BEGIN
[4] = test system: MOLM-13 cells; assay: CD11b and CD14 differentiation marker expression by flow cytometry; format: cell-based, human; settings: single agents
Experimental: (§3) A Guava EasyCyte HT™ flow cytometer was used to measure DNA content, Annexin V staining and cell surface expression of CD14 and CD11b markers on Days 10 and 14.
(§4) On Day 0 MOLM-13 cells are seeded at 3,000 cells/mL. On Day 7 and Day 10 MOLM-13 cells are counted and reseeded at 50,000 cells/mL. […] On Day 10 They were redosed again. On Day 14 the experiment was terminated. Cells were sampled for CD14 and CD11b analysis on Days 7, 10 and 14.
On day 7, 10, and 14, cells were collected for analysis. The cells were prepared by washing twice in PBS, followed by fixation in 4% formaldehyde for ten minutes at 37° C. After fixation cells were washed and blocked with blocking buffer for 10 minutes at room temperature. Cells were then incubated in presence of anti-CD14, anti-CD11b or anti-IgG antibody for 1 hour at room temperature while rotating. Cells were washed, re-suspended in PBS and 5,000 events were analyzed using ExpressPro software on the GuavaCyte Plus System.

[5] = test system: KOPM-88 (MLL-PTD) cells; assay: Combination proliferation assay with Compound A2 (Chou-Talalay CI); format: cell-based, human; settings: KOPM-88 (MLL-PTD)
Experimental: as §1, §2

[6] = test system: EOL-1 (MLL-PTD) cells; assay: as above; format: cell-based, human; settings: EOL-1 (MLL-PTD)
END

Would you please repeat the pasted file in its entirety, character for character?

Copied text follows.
[4] = test system: MOLM-13 cells; assay: CD11b and CD14 differentiation marker expression by flow cytometry; format: cell-based, human; settings: single agents
Experimental: (§3) A Guava EasyCyte HT™ flow cytometer was used to measure DNA content, Annexin V staining and cell surface expression of CD14 and CD11b markers on Days 10 and 14.
(§4) On Day 0 MOLM-13 cells are seeded at 3,000 cells/mL. On Day 7 and Day 10 MOLM-13 cells are counted and reseeded at 50,000 cells/mL. […] On Day 10 They were redosed again. On Day 14 the experiment was terminated. Cells were sampled for CD14 and CD11b analysis on Days 7, 10 and 14.
On day 7, 10, and 14, cells were collected for analysis. The cells were prepared by washing twice in PBS, followed by fixation in 4% formaldehyde for ten minutes at 37° C. After fixation cells were washed and blocked with blocking buffer for 10 minutes at room temperature. Cells were then incubated in presence of anti-CD14, anti-CD11b or anti-IgG antibody for 1 hour at room temperature while rotating. Cells were washed, re-suspended in PBS and 5,000 events were analyzed using ExpressPro software on the GuavaCyte Plus System.

[5] = test system: KOPM-88 (MLL-PTD) cells; assay: Combination proliferation assay with Compound A2 (Chou-Talalay CI); format: cell-based, human; settings: KOPM-88 (MLL-PTD)
Experimental: as §1, §2

[6] = test system: EOL-1 (MLL-PTD) cells; assay: as above; format: cell-based, human; settings: EOL-1 (MLL-PTD)